SOMEBODY STOP IVY POCKET by Caleb Krisp
CHILDREN'S AND TEEN
Released: May 31, 2016

"Please, nobody stop Ivy Pocket. (Fantasy. 9-12)"
Everyone's favorite maid of mass destruction is back, so baddies beware! Read full book review >
SPY TO THE RESCUE by Jonathan Bernstein
CHILDREN'S AND TEEN
Released: May 31, 2016

"Over-the-top action that will keep readers turning pages. (Adventure. 9-12)"
During her attempt to save her father, a teen spy uncovers an assassination plot. Read full book review >

ARGOS by Ralph Hardy
CHILDREN'S AND TEEN
Released: May 31, 2016

"An unfortunate choice of narration robs this epic tale of its power. (Fantasy. 8-12)"
The epic tale of The Odyssey is told from the point of view of Odysseus' faithful dog, Argos.Read full book review >
THE LOST REALM by J.D. Rinehart
CHILDREN'S AND TEEN
Released: May 31, 2016

"This middle volume may make a zany-if-dark pulp TV movie, but as a novel, it's only for high-fantasy addicts. (Fantasy. 11-12)"
In the sequel to Crown of Three (2015, with the author writing as J.D. Blackthorn), three young, white rulers-to-be fight undead hordes while trying to regain their inheritance.Read full book review >
THE UNDERDOGS by Sara Hammel
CHILDREN'S AND TEEN
Released: May 31, 2016

"The novel is absorbing and enjoyable, but readers' feelings about this oddball mystery/life-transformation hybrid will depend on whether they're delighted or annoyed by the surprise ending. (Mystery. 10-14)"
Best friends try to figure out who murdered a pretty 16-year-old girl at a tennis club. Read full book review >

RETURN TO THE ISLE OF THE LOST by Melissa de la Cruz
CHILDREN'S AND TEEN
Released: May 24, 2016

"Likely, like its predecessor, to be a fixture on bestseller lists—but not for its imaginative or literary qualities. (Fantasy. 10-13)"
Ominous portents in Auradon send the offspring of four Disney villains home—to discover that their evil parents have disappeared. Read full book review >
A STORM TOO SOON by Michael J. Tougias
CHILDREN'S AND TEEN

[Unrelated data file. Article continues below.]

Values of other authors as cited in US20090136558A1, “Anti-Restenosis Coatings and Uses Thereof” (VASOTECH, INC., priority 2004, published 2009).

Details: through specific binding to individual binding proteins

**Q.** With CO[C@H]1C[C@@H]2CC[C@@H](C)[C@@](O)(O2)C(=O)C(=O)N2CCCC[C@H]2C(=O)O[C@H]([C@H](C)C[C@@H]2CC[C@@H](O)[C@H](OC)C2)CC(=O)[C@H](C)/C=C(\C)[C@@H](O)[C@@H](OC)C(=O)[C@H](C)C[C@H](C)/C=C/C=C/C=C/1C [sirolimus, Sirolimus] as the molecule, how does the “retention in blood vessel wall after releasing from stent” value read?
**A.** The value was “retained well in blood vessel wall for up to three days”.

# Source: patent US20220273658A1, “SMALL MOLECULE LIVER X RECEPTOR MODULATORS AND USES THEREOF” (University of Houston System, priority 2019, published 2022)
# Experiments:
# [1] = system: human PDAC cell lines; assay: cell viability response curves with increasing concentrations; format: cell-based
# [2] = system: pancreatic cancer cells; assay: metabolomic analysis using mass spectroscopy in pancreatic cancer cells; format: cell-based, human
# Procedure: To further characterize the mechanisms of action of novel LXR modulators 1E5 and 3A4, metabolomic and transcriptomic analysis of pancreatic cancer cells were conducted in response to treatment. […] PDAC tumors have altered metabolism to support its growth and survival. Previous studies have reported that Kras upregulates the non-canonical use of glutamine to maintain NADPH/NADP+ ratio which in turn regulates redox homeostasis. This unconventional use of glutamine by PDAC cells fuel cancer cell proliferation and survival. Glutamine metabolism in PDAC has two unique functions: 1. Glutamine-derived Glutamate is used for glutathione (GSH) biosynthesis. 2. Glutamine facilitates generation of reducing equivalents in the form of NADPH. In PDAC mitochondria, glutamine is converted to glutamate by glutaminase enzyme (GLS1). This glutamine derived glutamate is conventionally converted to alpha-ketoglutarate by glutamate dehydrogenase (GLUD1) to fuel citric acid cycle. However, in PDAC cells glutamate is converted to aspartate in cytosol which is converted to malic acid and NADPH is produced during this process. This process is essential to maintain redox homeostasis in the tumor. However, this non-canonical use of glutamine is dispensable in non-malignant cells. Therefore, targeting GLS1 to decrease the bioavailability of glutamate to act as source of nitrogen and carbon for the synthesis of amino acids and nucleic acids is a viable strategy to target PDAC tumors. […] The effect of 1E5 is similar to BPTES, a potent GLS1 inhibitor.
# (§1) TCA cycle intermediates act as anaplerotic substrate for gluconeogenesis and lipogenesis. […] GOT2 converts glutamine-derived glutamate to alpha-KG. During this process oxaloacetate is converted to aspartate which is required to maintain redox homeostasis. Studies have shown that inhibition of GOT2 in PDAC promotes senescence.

Released: May 24, 2016

"A sure-fire hit with young readers who are always ready for a good disaster tale. (epilogue, author's note) (Nonfiction. 9-14)"
In an adaptation for young readers of his A Storm Too Soon: A True Story of Disaster, Survival, and an Incredible Rescue (2013), Tougias tells the story of the Sean Seymour II, a 44-foot sailboat swamped in a Gulf Stream storm in 2007. Read full book review >
THE GOLD MEDAL MESS by David A.  Kelly
CHILDREN'S AND TEEN
Released: May 24, 2016

"This series opener is a promising venture into early Matt Christopher territory. (Mystery/sports fiction. 7-9)"
When a mysterious saboteur threatens to shut down their school's Olympic games, five young athletes put on their detective shoes. Read full book review >
THE LOST COMPASS by Joel Ross
CHILDREN'S AND TEEN
Released: May 24, 2016

"A cracking good adventure with a diverse cast in a memorable world. (Science fiction. 8-12)"
This sequel to The Fog Diver (2015) takes readers back to a post-apocalyptic world in which civilization has been driven into the skies. Read full book review >
A CLATTER OF JARS by Lisa Graff
CHILDREN'S AND TEEN
Released: May 24, 2016

"Kids may have to read the book a second time to follow the plot, but this is a novel that rewards a second—or even a third—reading. (Fantasy. 8-12)"
Everyone in this sequel to Tangle of Knots (2013) gets a chance to be the main character, at least for a page or two.Read full book review >
PRINCESS JUNIPER OF THE ANJU by Ammi-Joan Paquette
CHILDREN'S AND TEEN
Released: May 24, 2016

"A story with old-fashioned flavor, not always in good ways. (Fantasy. 8-11)"
A child queen seeks to extend her rule. Read full book review >
THE WORLD BENEATH by Janice Warman
CHILDREN'S AND TEEN
Released: May 24, 2016

"A good complement to nonfiction about apartheid South Africa, a little-explored place and period in children's literature. (glossary, author's note, letter from Amnesty International) (Historical fiction. 11-16)"
Warman turns her journalistic talents to historical fiction in her debut novel about the struggle to end apartheid in South Africa and how it shapes a young boy's life. Read full book review >
Kirkus Interview
Swan Huntley
June 27, 2016

In Swan Huntley’s debut novel We Could Be Beautiful, Catherine West has spent her entire life surrounded by beautiful things. She owns an immaculate Manhattan apartment, she collects fine art, she buys exquisite handbags and clothing, and she constantly redecorates her home. And yet, despite all this, she still feels empty. One night, at an art opening, Catherine meets William Stockton, a handsome man who shares her impeccable taste and love of beauty. He is educated, elegant, and even has a personal connection—his parents and Catherine's parents were friends years ago. But as he and Catherine grow closer, she begins to encounter strange signs, and her mother, Elizabeth (now suffering from Alzheimer’s), seems to have only bad memories of William as a boy. In Elizabeth’s old diary she finds an unnerving letter from a former nanny that cryptically reads: “We cannot trust anyone . . . “ Is William lying about his past? “Huntley’s debut stands out not for its thrills but rather for her hawkish eye for social detail and razor-sharp wit,” our reviewer writes. “An intoxicating escape; as smart as it is fun.” View video >